Sharman Johnson is a dentist practicing in Washington, D.C. who leads an active lifestyle. Recently, she spent time in Maine’s Acadia National Park, negotiating nature trails and biking on old carriage roads through the trees.
But for a long time, Sharman dealt with extreme foot pain that made exercise difficult, if not impossible. The pain started in 2008 as she trained for long-distance running. The ball of her left foot hurt. She also noticed a strange sensation in the metatarsal area of both feet, as if they had developed extra padding.
“It was like walking on an air bubble,” she recalls.
Sharman went to a local podiatrist who determined that she had Morton’s Neuroma, which occurs when the outer coating of a nerve in the foot thickens and causes discomfort or pain. He injected Sharman with cortisone in both feet, which left her in excruciating pain. Later, Sharman learned that she had been misdiagnosed. Her actual condition was peripheral neuropathy, or damage to the nerves that often causes numbness and pain.
Sharman could barely walk because the cortisone shots had caused foot fat pad atrophy, which occurs when fat dissipates from the protective cushion surrounding the bones of the foot. During that year, she saw six other podiatrists to find relief. No one could help her.
For 10 years, Sharman managed the pain in her feet, which recovered to some degree over time. She wore supportive footwear and eased back into activities like walking and running, but at shorter distances. Still, the pain persisted – she just learned to live with it.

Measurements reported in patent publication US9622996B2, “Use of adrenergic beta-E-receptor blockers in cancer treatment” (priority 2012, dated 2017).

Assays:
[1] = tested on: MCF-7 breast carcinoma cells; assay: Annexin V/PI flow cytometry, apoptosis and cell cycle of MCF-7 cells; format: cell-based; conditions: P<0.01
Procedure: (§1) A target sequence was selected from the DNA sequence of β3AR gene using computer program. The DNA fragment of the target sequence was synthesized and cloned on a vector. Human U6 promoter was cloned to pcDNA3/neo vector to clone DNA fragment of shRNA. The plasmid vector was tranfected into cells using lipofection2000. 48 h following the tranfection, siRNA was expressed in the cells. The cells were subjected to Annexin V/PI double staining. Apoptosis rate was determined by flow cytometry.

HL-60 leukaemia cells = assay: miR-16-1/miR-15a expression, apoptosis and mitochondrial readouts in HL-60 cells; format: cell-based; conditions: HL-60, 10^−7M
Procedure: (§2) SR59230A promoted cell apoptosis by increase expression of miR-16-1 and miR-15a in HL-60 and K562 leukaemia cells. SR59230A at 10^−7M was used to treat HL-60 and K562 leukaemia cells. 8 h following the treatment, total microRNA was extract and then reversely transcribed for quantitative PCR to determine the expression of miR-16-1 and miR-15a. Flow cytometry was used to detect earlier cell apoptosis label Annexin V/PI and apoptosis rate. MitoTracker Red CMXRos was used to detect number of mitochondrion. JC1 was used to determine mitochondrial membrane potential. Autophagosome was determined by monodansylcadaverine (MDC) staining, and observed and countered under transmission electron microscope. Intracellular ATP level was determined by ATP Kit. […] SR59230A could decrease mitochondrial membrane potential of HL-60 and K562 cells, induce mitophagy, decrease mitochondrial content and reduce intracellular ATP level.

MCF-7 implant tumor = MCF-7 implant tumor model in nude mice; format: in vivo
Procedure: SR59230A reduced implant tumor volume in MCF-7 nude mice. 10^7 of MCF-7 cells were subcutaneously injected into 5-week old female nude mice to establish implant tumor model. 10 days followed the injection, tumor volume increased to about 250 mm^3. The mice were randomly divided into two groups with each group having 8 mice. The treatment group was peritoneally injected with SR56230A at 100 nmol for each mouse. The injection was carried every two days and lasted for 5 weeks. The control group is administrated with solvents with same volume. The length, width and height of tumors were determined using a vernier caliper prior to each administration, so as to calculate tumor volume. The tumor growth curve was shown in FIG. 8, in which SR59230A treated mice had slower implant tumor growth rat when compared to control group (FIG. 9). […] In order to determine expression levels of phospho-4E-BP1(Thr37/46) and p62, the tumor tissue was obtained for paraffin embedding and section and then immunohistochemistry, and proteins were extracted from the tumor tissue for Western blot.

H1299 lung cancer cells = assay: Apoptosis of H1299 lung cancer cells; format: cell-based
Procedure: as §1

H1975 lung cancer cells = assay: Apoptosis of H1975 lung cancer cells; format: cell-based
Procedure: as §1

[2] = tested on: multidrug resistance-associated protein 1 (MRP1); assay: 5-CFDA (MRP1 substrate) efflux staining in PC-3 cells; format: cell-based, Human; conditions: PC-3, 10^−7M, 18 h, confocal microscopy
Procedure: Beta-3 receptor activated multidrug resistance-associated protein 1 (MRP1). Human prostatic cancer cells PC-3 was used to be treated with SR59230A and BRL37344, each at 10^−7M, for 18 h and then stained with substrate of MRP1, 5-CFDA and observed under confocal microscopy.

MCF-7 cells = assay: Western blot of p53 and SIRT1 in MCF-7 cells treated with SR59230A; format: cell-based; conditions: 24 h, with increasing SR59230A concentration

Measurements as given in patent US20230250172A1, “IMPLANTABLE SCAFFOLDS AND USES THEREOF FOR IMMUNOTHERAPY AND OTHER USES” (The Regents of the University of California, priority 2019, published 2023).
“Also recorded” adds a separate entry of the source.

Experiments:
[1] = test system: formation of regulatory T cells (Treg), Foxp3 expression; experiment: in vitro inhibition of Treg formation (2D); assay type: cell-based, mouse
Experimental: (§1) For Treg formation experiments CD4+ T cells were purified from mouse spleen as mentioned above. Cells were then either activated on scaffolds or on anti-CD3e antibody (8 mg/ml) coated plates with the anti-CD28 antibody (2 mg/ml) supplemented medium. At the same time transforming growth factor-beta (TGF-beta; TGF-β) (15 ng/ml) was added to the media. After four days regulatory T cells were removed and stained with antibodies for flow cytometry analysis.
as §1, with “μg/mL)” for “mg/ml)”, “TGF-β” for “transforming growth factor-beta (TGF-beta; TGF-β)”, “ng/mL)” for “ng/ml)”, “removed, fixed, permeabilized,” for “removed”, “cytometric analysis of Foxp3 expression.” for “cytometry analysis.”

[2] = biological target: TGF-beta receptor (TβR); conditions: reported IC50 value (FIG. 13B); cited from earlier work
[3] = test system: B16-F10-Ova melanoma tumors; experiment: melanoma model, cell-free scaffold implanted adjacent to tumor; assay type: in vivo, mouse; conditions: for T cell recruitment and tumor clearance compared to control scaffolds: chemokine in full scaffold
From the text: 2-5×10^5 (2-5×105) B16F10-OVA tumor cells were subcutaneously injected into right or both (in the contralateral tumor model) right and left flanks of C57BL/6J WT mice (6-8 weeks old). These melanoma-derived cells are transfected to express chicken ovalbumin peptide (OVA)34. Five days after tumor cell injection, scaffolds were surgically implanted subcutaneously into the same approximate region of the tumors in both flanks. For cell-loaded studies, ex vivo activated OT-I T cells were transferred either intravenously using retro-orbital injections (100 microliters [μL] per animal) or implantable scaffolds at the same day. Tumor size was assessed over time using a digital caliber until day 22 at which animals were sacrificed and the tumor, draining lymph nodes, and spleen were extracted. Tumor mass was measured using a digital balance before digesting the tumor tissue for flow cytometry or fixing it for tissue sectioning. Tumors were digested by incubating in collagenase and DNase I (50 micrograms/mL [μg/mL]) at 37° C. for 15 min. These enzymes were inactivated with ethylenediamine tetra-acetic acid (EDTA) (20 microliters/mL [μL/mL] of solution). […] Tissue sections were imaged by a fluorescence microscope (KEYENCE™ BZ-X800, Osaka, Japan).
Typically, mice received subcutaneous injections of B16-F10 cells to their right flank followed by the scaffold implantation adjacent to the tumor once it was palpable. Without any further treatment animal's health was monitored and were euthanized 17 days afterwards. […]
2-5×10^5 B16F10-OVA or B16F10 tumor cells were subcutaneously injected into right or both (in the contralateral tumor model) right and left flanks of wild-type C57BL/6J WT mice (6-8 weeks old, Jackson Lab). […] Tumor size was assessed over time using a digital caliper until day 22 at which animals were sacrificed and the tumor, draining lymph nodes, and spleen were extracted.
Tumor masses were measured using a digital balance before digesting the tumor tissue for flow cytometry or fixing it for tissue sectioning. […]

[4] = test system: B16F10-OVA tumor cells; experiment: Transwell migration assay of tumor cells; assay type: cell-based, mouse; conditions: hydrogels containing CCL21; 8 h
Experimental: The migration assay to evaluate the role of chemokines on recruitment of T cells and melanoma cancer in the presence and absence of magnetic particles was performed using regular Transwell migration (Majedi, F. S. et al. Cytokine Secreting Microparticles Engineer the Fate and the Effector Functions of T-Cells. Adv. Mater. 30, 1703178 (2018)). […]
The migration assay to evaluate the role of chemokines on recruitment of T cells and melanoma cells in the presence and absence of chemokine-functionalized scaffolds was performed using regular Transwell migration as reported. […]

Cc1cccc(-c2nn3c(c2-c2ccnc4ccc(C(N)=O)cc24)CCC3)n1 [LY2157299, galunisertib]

In 2018, Sharman reached a turning point. After spending an active day in sandals, she realized she’d done too much. Her left foot hurt so badly, she didn’t think it would recover. Another visit to a local podiatric specialist left her without any relief.
Out of options locally, Sharman searched online for help, which is how she came across Jeffrey Gusenoff, MD, a UPMC plastic surgeon, and Beth Gusenoff, DPM, a podiatrist and assistant professor at the University of Pittsburgh. Together, the husband and wife team had developed a novel procedure involving fat grafting to the feet to treat patients with pedal fat pad atrophy. Having completed successful clinical trials, the doctors were now offering foot fat grafting as an elective procedure.
Sharman decided to email the doctors to see if she was a candidate for the new procedure. “They were very thorough and hands-on. I spoke to Dr. Jeff first,” Sharman says. “He phoned me, which I thought was incredible.”
Once in Pittsburgh, Sharman underwent foot fat grafting to address her fat pad atrophy. In this procedure, fat cells are harvested through liposuction from one’s abdomen or thighs. Once processed, the fat cells are injected into the affected area of the foot to increase its cushion and minimize pain on impact.
Sharman felt reassured by the doctors’ professionalism and care. Though recovery was a long and sometimes painful road, she appreciated the follow-up provided by the doctors. Dr. Beth Gusenoff was in frequent contact via email, asking how Sharman was doing.
Five months after the procedure, Sharman is enjoying physical activity again. Though she doesn’t plan on returning to running, she’s back to biking and walking up to three miles a day.
She sees a trainer twice a week and fully enjoyed her recent trip to Acadia National Park. She hopes to return to western Pennsylvania soon to visit Frank Lloyd Wright’s Fallingwater. On her way, she’ll stop in to see the Gusenoffs.
“I’m so grateful, I would like to thank them again in person,” she says.